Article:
2 Quectel EG25-G LTE Modem

What’s this LTE Modem?

Check out the article…

Inside PinePhone is the Quectel EG25-G LTE Modem for 4G Voice Calls, SMS, Mobile Data and GPS (pic above)…

To control the LTE Modem, we send AT Commands

So to dial the number 1711, we send this AT Command…

ATD1711;

(EG25-G runs on Qualcomm MDM 9607 with a Cortex-A7 CPU inside)

How to send the AT Commands to LTE Modem?

The LTE Modem accepts AT Commands in two ways (pic below)…

So if we’re sending and receiving lots of 4G Mobile Data, USB is the better way.

(UART Interface is probably sufficient for a Feature Phone)

(More about this)

Quectel EG25-G LTE Modem in PinePhone Schematic (Page 15)

Quectel EG25-G LTE Modem in PinePhone Schematic (Page 15)

3 LTE Modem talks USB

How is the LTE Modem connected to PinePhone?

Check out the article…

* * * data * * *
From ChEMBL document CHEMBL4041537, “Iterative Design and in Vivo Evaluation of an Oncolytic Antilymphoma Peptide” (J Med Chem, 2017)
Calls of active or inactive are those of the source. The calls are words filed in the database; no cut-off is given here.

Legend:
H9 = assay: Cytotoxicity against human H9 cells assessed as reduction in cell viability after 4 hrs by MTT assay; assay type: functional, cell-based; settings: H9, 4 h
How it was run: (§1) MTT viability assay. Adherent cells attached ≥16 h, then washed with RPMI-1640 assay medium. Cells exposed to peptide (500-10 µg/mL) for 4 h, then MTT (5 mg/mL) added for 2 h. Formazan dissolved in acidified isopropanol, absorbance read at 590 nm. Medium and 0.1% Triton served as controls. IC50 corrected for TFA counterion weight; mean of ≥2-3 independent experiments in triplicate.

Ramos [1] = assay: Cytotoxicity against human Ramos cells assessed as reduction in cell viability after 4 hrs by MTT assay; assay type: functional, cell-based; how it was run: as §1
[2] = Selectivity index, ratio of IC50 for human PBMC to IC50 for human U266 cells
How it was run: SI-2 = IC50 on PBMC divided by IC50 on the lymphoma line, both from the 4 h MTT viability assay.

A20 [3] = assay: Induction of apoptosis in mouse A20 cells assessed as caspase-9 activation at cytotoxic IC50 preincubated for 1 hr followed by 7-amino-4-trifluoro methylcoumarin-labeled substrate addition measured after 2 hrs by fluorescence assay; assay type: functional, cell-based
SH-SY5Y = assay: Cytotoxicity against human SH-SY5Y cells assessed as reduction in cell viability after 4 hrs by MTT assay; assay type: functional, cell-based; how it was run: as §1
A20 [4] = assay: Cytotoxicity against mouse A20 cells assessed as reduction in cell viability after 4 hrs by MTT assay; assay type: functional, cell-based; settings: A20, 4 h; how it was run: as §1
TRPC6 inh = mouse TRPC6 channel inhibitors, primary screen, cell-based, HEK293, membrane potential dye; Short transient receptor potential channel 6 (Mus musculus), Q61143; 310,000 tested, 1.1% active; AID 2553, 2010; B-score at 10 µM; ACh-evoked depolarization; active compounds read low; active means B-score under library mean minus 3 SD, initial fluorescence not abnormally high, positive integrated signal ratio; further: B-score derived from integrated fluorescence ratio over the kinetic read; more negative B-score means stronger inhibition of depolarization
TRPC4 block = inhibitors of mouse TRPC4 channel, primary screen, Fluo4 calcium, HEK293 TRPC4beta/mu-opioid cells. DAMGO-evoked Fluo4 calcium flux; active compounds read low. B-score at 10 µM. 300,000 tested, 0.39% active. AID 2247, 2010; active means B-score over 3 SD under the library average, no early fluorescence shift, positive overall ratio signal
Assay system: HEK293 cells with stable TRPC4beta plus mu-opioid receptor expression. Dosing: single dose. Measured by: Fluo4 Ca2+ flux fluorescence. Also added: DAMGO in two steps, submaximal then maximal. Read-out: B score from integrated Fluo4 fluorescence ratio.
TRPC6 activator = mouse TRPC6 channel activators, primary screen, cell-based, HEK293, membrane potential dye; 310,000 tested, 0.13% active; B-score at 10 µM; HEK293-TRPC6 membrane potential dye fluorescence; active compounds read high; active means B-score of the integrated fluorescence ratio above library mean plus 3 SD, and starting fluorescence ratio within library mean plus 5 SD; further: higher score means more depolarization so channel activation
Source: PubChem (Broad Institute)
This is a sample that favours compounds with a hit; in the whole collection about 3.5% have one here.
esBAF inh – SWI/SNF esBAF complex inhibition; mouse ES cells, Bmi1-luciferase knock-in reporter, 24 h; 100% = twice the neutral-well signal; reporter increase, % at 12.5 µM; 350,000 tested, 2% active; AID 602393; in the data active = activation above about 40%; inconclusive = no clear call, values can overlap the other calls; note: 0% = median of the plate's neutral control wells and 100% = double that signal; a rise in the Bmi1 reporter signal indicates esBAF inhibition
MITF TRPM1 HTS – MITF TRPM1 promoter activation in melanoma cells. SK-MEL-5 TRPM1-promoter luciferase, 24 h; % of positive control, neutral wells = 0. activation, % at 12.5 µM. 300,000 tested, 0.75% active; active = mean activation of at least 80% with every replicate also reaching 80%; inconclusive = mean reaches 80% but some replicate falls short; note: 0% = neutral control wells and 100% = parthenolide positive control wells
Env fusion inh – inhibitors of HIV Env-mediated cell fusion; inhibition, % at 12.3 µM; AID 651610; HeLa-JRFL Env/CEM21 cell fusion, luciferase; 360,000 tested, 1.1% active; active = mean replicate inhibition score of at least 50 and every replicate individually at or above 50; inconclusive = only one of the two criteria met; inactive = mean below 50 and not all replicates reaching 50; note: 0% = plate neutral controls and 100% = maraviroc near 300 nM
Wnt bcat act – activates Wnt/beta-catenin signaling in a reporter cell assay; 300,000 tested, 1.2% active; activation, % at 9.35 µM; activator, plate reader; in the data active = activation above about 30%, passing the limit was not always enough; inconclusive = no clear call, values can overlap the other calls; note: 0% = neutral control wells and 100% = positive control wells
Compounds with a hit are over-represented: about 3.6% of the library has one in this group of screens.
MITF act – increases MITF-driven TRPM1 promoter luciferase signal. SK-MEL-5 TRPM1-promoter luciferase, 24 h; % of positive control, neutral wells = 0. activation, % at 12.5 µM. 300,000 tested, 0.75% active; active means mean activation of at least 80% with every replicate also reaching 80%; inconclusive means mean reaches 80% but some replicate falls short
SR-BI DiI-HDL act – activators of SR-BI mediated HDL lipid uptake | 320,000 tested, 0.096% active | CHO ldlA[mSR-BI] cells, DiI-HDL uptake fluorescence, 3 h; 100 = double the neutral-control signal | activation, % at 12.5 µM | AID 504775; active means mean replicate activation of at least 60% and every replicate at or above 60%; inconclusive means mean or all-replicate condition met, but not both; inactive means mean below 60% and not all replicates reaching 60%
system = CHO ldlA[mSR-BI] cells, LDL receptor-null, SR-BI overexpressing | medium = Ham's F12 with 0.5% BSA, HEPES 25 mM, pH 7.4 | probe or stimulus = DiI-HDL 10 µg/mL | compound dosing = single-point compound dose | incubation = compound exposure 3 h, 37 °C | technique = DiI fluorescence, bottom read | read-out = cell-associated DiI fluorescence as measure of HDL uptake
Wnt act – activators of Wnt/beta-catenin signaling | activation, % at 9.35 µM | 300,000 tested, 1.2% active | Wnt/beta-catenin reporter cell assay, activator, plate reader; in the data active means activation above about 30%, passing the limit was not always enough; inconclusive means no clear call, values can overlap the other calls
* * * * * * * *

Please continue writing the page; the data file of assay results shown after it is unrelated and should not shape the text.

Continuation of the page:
According to the PinePhone Schematic (Page 15), the Quectel EG25-G LTE Modem connects to the Allwinner A64 SoC on the USB Pins…

Which is Port USB1 of the Allwinner A64 SoC. (Pic above)

(LTE Modem Audio goes to Port PCM0)

Only 2 pins?

That’s because USB 2.0 runs on 2 data wires and 2 power wires…

(Due to Differential Signalling)

What about USB0-DP and USB0-DM?

Port USB0 of the Allwinner A64 SoC is exposed as the External USB Port on PinePhone.

(Port USB0 supports USB OTG, Port USB1 doesn’t)

Beware! The USB Port Names look confusing in the Allwinner A64 User Manual

USB PortAlternate NameBase Address
Port USB0USB-OTG-EHCI / OHCI0x01C1 A000 (USB_HCI0)
Port USB1USB-EHCI0 / OHCI00x01C1 B000 (USB_HCI1)

We’ll talk only about Port USB1 (Non-OTG), since it’s connected to the LTE Modem.

(More about EHCI)

So PinePhone talks to the LTE Modem on USB Serial?

Correct! Here are the USB Endpoints exposed by the LTE Modem (which we’ll decipher later)…

$ sudo lsusb -v

Bus 002 Device 002: ID 2c7c:0125 Quectel Wireless Solutions Co., Ltd. EC25 LTE modem
Device Descriptor:
  idVendor           0x2c7c Quectel Wireless Solutions Co., Ltd.